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2020 NBA Draft: Full results for first round

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The 2020 NBA draft
The 2020 NBA draft

24. Denver Nuggets – R.J. Hampton, G, New Zealand Breakers

Grade: B

Hampton was a five-star recruit out of Dallas who decided to follow LaMelo Ball’s path to the NBL. The 6’5 guard has a nice mix of length and athleticism to go with an aggressive mindset at both ends of the floor. While he’s not a natural floor general or a knockdown shooter just yet, Hampton offers some upside for Denver to groom long-term behind Jamal Murray.

25. New York Knicks – Immanuel Quickley, G, Kentucky

Grade: C

Quickley had a breakout sophomore year at Kentucky by developing into one of the best shooters in the country. Quickley hit 42.8 percent of his three-pointers and 92 percent of his free throws as he transitioned from point guard to an off-ball role. This pick was surely influenced by Kenny Payne, the assistant coach the Knicks hired away from Kentucky a few months ago. For all of Quickley’s shooting skill, he struggles to create off the dribble, get to the rim, and defend stronger and faster players. Desmond Bane would have been a better pick as a 3-and-D prospect at this spot.

26. Boston Celtics – Payton Pritchard, G, Oregon

Grade: C

Pritchard was one of the best players in America as a senior for Oregon this past season, but there are major questions about how his game will translate to the NBA. If there’s one thing the 6’2 guard can be expected to do in the league, it’s shoot: he hit 41 percent of his threes and 82 percent of his free throws. The questions with Pritchard centers on everything else. He doesn’t have a ton of juice to create of the dribble and will likely struggle to stay in front of faster and stronger NBA guards. It felt like there were better options on the board for Boston.

27. Utah Jazz – Udoka Azubuike, C, Kansas

Grade: C

Azubuike is a massive center at 7-foot, 270 pounds with a reported 7’6 wingspan. ‘Dok’ was the most dominant physical presence in college basketball this season as a senior at Kansas, getting buckets at will as an inside scorer and improving his defense in the middle. For as good as Azubuike was in college, it feels like his game doesn’t fit the modern NBA. Teams will target him in pick-and-rolls and force him to defend in space. His post scoring also won’t be as en vogue in the league. Despite the C grade here, Azubuike is huge and strong and has soft touch close to the rim, so there is some upside here for Utah.

28. Minnesota Timberwolves – Jaden McDaniels, F, Washington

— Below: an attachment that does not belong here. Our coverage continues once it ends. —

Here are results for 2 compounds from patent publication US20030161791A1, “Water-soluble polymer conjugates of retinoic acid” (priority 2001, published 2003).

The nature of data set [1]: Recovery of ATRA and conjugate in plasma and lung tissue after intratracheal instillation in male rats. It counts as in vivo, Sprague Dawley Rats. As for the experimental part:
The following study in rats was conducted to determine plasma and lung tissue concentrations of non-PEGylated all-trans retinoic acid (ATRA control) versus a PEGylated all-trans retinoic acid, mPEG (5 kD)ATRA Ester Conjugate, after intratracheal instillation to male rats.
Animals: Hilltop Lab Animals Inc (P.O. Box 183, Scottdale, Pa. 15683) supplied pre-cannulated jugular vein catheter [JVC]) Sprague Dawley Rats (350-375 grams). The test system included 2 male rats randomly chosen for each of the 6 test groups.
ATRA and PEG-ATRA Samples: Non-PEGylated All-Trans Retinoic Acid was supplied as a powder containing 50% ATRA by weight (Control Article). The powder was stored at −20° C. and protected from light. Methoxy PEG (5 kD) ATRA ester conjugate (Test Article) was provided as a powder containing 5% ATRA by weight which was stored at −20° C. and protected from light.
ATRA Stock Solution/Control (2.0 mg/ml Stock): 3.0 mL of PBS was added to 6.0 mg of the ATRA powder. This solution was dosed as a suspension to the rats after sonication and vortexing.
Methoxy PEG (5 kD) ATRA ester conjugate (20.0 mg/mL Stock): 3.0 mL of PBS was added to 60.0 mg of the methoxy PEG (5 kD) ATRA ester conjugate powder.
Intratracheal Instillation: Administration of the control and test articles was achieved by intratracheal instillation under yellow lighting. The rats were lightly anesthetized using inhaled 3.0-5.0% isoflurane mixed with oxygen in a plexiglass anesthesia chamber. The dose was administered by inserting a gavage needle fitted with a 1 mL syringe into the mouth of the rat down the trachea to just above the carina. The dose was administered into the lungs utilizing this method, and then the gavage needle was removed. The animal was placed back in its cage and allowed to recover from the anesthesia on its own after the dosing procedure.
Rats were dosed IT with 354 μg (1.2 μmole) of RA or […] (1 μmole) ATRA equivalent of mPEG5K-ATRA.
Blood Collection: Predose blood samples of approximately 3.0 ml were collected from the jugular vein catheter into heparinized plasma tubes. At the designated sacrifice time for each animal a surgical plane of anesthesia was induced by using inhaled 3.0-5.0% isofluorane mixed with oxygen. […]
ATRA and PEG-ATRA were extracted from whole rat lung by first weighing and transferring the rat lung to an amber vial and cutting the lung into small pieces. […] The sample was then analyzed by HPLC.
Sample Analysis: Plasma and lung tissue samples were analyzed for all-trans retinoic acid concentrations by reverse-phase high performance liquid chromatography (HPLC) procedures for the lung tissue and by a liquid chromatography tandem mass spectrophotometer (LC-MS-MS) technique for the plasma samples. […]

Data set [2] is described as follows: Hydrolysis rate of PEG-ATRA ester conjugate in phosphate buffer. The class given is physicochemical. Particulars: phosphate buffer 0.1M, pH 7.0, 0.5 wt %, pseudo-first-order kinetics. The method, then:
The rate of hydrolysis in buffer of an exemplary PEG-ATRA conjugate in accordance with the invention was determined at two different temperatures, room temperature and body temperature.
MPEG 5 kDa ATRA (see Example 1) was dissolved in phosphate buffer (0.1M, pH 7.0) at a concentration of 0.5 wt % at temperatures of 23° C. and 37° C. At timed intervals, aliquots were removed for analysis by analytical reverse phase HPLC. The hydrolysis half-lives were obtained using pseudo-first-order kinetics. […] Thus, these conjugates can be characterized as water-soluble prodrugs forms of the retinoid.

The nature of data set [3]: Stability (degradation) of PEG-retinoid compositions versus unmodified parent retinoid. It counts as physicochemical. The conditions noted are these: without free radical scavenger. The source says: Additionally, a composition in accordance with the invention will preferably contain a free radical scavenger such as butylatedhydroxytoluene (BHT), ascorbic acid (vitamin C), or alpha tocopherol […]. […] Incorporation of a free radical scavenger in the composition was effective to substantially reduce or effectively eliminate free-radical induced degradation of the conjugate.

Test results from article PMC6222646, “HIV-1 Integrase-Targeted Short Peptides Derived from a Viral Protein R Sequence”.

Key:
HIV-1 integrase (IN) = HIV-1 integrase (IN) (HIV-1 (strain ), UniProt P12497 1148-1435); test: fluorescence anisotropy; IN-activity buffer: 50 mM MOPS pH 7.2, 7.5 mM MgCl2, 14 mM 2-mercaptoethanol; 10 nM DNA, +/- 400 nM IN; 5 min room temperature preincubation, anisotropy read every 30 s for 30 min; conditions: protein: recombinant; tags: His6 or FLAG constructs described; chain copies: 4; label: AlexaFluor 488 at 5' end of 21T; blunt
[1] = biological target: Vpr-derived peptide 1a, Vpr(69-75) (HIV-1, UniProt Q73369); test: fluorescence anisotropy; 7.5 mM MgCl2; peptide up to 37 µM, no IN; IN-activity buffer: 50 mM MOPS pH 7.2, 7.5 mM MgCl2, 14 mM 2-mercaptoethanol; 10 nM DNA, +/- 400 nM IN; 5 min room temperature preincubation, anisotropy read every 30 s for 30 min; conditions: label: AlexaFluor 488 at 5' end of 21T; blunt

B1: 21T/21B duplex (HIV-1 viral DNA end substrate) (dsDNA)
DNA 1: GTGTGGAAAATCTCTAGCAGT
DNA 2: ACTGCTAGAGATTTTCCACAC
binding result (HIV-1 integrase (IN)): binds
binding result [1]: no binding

Grade: C

McDaniels couldn’t live up to his high school hype as a five-star recruit at Washington. The skinny 6’10 wing struggled to score efficiently with 51.5 percent true shooting and finished the season with 100 turnovers to 65 assists. There were better bets at this point in the first round, but the Wolves are obviously weighing pre-college sample more heavily than what happened in college for both McDaniels and No. 1 pick Edwards. McDaniels has some upside because of his size and scoring instincts, but we thought there were better players on the board.

29. Toronto Raptors – Malachi Flynn, G, San Diego State

Grade: A

Flynn isn’t the biggest or fastest guard, but he’s so tough and skilled and should be a perfect fit for the Raptors. In his first year with San Diego State after transferring from Washington State, Flynn emerged as one of the best players in America and helped lead the Aztecs to a 30-2 season. He has great instincts in the pick-and-roll as both a passer and scorer, flashed pull-up shooting ability, and is a smart and active defender. The Raptors helped turn Fred VanVleet from a great college player to a very good pro, and Flynn could very well follow the same path.

30. Memphis Grizzlies – Desmond Bane, G, TCU

Grade: A

A year ago, the Grizzlies traded back into the first round to take Brandon Clarke, a player anyone paying attention knew was going to be an impactful pro. They just did it again with Bane. The senior guard from TCU is one of the best shooters in this class, knocking down threes off movement and spot-ups. He’s also a smart passer and defender, projecting as the type of role player who impacts winning without needing the ball in his hands. There are plenty of teams picking the 20s who will wish they took Bane a few years down the road.

(adr/pn)